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Even Percy Jackson Readers Are Shocked By The Show's New Twists

The solstice passing? The four pearls? Hello!?

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Percy Jackson fans have been through the underworld and back when it comes to screen adaptations of the beloved novels. In 2010, book lovers were left a little high and dry when The Lightning Thief hit theaters. The movie finally brought the mythical world of demigods and fabled creatures to life... but changed so many details from author Rick Riordan’s books that both fans and Riordan himself criticized it and its 2013 sequel. Now, Riordan is actually involved in bringing Percy Jackson to the screen in Disney+’s new series, and while there are fewer changes from the books, there are still a lot of big details left out and new info added.

One of the most immediately apparent ways the Disney+ series differs from the movies is the main cast’s ages. The books clearly state Percy and Annabeth are 12 years old when they first meet, and Grover is 28 (though physically 14 since satyrs age at half the rate of humans). The new show faithfully adapts these ages, only slightly aging Grover down to 24 so he would also be physically 12. The Percy Jackson movies, however, completely shifted the books’ dynamics by aging up the main cast to be 16.

With Riordan on board as a writer and executive producer, it’s clear the new series is going to adhere much more closely to the source material. However, the show is making some important changes.

1. Percy gets four pearls instead of three.


One of the most shocking departures from the books came at the end of Episode 6, when Nereid gifted Percy with Poseidon’s Pearls. In the novels, Percy only gets three pearls imbued with the power to escape the Underworld, but the show added one extra. Percy even made the change explicitly clear by pointing out there were four — one more than he believed he, Annabeth, and Grover will need. The extra pearl threw fans of the book for a loop, as they were left grasping at straws trying to figure out what the change will mean.

2. Percy misses the deadline to retrieve the Master Bolt.

The pearls weren’t the only unexpected twist to come at the end of Episode 6. Nereid also informed Percy that the summer solstice had passed when he reached Santa Monica, meaning he missed the deadline to retrieve the Master Bolt and thus failed his quest. The revelation is a huge shock for book readers, since Percy succeeds in obtaining the Master Bolt before the solstice in the novels.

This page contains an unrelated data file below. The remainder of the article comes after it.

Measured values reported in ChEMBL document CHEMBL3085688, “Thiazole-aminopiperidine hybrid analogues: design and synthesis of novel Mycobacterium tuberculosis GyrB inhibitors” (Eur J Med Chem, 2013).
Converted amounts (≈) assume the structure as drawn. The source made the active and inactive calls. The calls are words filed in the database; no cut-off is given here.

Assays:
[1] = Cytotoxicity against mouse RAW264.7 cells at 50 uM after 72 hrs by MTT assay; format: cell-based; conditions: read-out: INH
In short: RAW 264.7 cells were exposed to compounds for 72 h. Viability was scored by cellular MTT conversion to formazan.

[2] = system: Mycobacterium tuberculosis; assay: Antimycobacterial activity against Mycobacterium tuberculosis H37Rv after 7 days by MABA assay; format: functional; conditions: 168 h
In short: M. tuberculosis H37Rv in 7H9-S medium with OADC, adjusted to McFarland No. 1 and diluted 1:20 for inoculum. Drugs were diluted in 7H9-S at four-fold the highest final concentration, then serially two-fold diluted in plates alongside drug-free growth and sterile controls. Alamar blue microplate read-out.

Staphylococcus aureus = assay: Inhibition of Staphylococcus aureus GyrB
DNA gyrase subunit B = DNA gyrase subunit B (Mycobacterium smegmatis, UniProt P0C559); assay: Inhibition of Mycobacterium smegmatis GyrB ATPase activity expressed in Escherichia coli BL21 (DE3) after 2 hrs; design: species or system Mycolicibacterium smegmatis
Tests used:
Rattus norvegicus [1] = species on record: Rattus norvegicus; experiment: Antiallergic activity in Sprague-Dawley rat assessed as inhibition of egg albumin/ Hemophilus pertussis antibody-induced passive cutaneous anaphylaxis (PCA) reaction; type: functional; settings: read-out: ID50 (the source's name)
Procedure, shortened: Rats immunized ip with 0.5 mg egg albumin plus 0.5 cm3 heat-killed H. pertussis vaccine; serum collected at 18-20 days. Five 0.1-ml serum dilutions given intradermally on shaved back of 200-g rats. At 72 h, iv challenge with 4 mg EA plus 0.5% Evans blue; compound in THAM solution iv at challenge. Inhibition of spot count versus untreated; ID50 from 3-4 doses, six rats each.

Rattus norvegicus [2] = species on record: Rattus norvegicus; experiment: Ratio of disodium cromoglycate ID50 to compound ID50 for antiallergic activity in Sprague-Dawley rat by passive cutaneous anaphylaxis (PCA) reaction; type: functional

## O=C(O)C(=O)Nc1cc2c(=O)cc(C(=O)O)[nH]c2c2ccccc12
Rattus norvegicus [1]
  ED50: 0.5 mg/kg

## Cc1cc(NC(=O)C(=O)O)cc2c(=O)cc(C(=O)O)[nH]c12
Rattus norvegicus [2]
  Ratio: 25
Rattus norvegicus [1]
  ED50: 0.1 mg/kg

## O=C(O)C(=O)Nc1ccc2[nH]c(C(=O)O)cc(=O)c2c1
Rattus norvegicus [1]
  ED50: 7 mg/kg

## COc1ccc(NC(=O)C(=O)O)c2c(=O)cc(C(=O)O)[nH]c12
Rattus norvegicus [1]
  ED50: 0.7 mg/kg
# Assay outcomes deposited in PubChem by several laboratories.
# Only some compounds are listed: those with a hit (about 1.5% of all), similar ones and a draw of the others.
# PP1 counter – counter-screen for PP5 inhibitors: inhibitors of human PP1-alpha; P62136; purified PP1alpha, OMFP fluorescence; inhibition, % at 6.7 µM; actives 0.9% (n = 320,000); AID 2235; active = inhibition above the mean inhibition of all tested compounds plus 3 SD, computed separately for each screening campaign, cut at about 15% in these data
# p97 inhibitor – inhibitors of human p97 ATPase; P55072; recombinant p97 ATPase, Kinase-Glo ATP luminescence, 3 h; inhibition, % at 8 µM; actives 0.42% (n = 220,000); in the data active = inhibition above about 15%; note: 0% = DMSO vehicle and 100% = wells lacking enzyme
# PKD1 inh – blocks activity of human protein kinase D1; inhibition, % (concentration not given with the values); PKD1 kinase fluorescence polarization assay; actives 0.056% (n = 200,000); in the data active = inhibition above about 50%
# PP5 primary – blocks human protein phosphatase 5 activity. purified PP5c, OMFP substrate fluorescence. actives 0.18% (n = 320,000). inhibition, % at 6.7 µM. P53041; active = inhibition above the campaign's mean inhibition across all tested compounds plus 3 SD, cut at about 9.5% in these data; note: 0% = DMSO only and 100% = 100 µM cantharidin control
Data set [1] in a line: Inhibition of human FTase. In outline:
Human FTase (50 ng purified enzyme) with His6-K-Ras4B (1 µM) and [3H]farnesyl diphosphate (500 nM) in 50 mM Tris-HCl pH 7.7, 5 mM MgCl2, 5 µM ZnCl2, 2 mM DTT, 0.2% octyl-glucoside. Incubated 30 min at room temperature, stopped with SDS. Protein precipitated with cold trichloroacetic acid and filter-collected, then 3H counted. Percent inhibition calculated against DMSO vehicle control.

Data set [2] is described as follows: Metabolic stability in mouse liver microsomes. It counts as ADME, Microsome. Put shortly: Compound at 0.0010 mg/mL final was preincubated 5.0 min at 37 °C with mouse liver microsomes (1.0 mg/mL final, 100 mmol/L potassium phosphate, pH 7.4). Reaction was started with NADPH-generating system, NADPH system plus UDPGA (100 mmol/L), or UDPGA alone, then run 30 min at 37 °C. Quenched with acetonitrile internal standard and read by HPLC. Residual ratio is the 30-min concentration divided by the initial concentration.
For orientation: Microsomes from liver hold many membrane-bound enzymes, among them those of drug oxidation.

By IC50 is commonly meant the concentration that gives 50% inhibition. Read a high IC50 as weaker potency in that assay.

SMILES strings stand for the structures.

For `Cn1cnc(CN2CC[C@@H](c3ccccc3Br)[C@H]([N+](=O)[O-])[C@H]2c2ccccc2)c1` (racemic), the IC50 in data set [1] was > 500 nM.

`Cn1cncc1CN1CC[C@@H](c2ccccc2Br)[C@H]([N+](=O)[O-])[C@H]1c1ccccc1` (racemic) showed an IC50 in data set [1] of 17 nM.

3. Poseidon and Sally’s relationship will be shown.


The initial Percy Jackson books don’t go into too much detail about Sally Jackson and Poseidon’s relationship, which makes sense due to Percy being the narrator and him not knowing anything about his father. But the TV show isn’t restricted by Percy’s knowledge. Riordan confirmed to Variety that Episode 7 will contain a flashback where viewers will get to see Sally and Poseidon together.

4. Medusa’s history with Poseidon is darker.

In the books and original mythology, Medusa was turned into a gorgon by Athena because she had sex with Poseidon in Athena’s temple. The Disney+ show adds much darker context to this event, as Medusa reveals Poseidon took advantage of her in that moment.

Medusa’s personality is also much different in the show. Unlike in the books, Percy, Annabeth, and Grover recognize who she is right away, and despite the danger, she comes off as kinder and much more sympathetic.

5. Percy doesn’t think his father is dead.

One of the show’s more subtle book changes may also have the biggest impact in separating the the page and screen Percys. In The Lightning Thief, Percy believes that his father is dead. The fact that Percy knows his dad is alive in the show adds to his growing resentment for Poseidon.

6. Poseidon claiming Percy is different.

Most of the events leading up to Poseidon claiming Percy as his son in the show are pulled straight from the book, but one detail is missing. In the book, Percy has to kill a hellhound after he beats Clarisse in capture the flag. The show just skipped over that part.

7. Alecto’s death is changed.


In the novels, Percy kills the fury Alecto with his sword, which causes her to disintegrate and return to her home in the underworld. She eventually returns as an important part of later stories. However, one of her deaths is notably different in the show. After cutting off Medusa’s head, Percy used its power to turn Alecto to stone. This isn’t in the books, so fans will have to wait to see if it has any impact on the character’s future.

8. Gabe is an entirely different character.

Percy’s stepdad Gabe is an abusive monster in the books, but the show completely changed him. No, he’s still not a great guy, but he’s also not as intimidating anymore. The series’ version of Gabe is more of a lazy deadbeat.

9. The beginning of the first quest is changed.

The show gives a bit more insight into what Percy’s thinking when he sets off on his first quest. Percy actively chooses Annabeth to accompany him in the show, rather than her volunteering to join him in the books. The show also reveals that Percy decided on Annabeth and Grover because the oracle’s prophecy told him one of his friends will betray him.

10. Argus is not in the show.

One of Camp Half-Blood’s directors is completely missing from the series. Argus, the camp’s director of security, is nowhere to be seen in the Disney+ series. In the books, Argus is described as a man whose body is covered in eyes. The show’s production company, Mythomagic, explained that there simply wasn’t enough special effects budget to include him.

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